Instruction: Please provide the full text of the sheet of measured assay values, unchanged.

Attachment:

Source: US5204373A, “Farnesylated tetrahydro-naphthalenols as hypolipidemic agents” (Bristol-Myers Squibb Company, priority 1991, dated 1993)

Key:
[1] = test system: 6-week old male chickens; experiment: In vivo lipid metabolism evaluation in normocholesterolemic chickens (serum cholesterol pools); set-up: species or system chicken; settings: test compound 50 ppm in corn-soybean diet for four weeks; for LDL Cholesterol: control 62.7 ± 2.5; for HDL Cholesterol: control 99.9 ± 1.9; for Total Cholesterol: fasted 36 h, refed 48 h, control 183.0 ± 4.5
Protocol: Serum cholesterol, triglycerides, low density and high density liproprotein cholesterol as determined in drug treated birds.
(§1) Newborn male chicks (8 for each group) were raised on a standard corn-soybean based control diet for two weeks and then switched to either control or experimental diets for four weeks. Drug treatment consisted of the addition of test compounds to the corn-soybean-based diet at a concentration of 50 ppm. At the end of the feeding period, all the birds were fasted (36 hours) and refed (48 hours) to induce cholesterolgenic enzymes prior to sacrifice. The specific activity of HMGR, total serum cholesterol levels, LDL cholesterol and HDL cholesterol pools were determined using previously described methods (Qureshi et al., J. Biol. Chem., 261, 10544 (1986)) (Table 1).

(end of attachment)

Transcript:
Source: US5204373A, “Farnesylated tetrahydro-naphthalenols as hypolipidemic agents” (Bristol-Myers Squibb Company, priority 1991, dated 1993)

Key:
[1] = test system: 6-week old male chickens; experiment: In vivo lipid metabolism evaluation in normocholesterolemic chickens (serum cholesterol pools); set-up: species or system chicken; settings: test compound 50 ppm in corn-soybean diet for four weeks; for LDL Cholesterol: control 62.7 ± 2.5; for HDL Cholesterol: control 99.9 ± 1.9; for Total Cholesterol: fasted 36 h, refed 48 h, control 183.0 ± 4.5
Protocol: Serum cholesterol, triglycerides, low density and high density liproprotein cholesterol as determined in drug treated birds.
(§1) Newborn male chicks (8 for each group) were raised on a standard corn-soybean based control diet for two weeks and then switched to either control or experimental diets for four weeks. Drug treatment consisted of the addition of test compounds to the corn-soybean-based diet at a concentration of 50 ppm. At the end of the feeding period, all the birds were fasted (36 hours) and refed (48 hours) to induce cholesterolgenic enzymes prior to sacrifice. The specific activity of HMGR, total serum cholesterol levels, LDL cholesterol and HDL cholesterol pools were determined using previously described methods (Qureshi et al., J. Biol. Chem., 261, 10544 (1986)) (Table 1).